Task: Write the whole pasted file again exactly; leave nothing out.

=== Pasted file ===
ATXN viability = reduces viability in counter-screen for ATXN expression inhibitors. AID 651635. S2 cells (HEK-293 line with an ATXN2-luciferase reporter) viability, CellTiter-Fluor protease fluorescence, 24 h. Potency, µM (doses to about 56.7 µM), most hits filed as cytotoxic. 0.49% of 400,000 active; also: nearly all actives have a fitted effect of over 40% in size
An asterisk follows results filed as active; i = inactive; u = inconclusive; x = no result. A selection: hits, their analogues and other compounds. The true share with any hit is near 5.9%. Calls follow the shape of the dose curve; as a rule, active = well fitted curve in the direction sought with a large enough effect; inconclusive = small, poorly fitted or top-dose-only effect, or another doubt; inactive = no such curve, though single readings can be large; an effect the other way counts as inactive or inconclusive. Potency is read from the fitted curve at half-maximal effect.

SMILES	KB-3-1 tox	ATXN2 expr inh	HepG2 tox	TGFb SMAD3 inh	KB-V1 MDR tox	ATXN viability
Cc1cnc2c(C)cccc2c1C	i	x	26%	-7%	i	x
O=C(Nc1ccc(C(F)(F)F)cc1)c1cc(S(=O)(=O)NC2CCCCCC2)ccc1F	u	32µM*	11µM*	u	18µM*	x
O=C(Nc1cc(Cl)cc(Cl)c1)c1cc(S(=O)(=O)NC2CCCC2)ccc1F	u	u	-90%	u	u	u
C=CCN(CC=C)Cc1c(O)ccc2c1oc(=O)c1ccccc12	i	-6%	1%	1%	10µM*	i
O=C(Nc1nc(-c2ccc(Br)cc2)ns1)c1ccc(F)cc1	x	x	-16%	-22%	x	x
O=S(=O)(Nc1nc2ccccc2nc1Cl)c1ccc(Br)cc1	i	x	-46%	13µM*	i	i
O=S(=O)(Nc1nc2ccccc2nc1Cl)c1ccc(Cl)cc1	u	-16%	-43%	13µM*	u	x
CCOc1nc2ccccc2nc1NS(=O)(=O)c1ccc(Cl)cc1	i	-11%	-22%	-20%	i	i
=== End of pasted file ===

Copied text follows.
ATXN viability = reduces viability in counter-screen for ATXN expression inhibitors. AID 651635. S2 cells (HEK-293 line with an ATXN2-luciferase reporter) viability, CellTiter-Fluor protease fluorescence, 24 h. Potency, µM (doses to about 56.7 µM), most hits filed as cytotoxic. 0.49% of 400,000 active; also: nearly all actives have a fitted effect of over 40% in size
An asterisk follows results filed as active; i = inactive; u = inconclusive; x = no result. A selection: hits, their analogues and other compounds. The true share with any hit is near 5.9%. Calls follow the shape of the dose curve; as a rule, active = well fitted curve in the direction sought with a large enough effect; inconclusive = small, poorly fitted or top-dose-only effect, or another doubt; inactive = no such curve, though single readings can be large; an effect the other way counts as inactive or inconclusive. Potency is read from the fitted curve at half-maximal effect.

SMILES	KB-3-1 tox	ATXN2 expr inh	HepG2 tox	TGFb SMAD3 inh	KB-V1 MDR tox	ATXN viability
Cc1cnc2c(C)cccc2c1C	i	x	26%	-7%	i	x
O=C(Nc1ccc(C(F)(F)F)cc1)c1cc(S(=O)(=O)NC2CCCCCC2)ccc1F	u	32µM*	11µM*	u	18µM*	x
O=C(Nc1cc(Cl)cc(Cl)c1)c1cc(S(=O)(=O)NC2CCCC2)ccc1F	u	u	-90%	u	u	u
C=CCN(CC=C)Cc1c(O)ccc2c1oc(=O)c1ccccc12	i	-6%	1%	1%	10µM*	i
O=C(Nc1nc(-c2ccc(Br)cc2)ns1)c1ccc(F)cc1	x	x	-16%	-22%	x	x
O=S(=O)(Nc1nc2ccccc2nc1Cl)c1ccc(Br)cc1	i	x	-46%	13µM*	i	i
O=S(=O)(Nc1nc2ccccc2nc1Cl)c1ccc(Cl)cc1	u	-16%	-43%	13µM*	u	x
CCOc1nc2ccccc2nc1NS(=O)(=O)c1ccc(Cl)cc1	i	-11%	-22%	-20%	i	i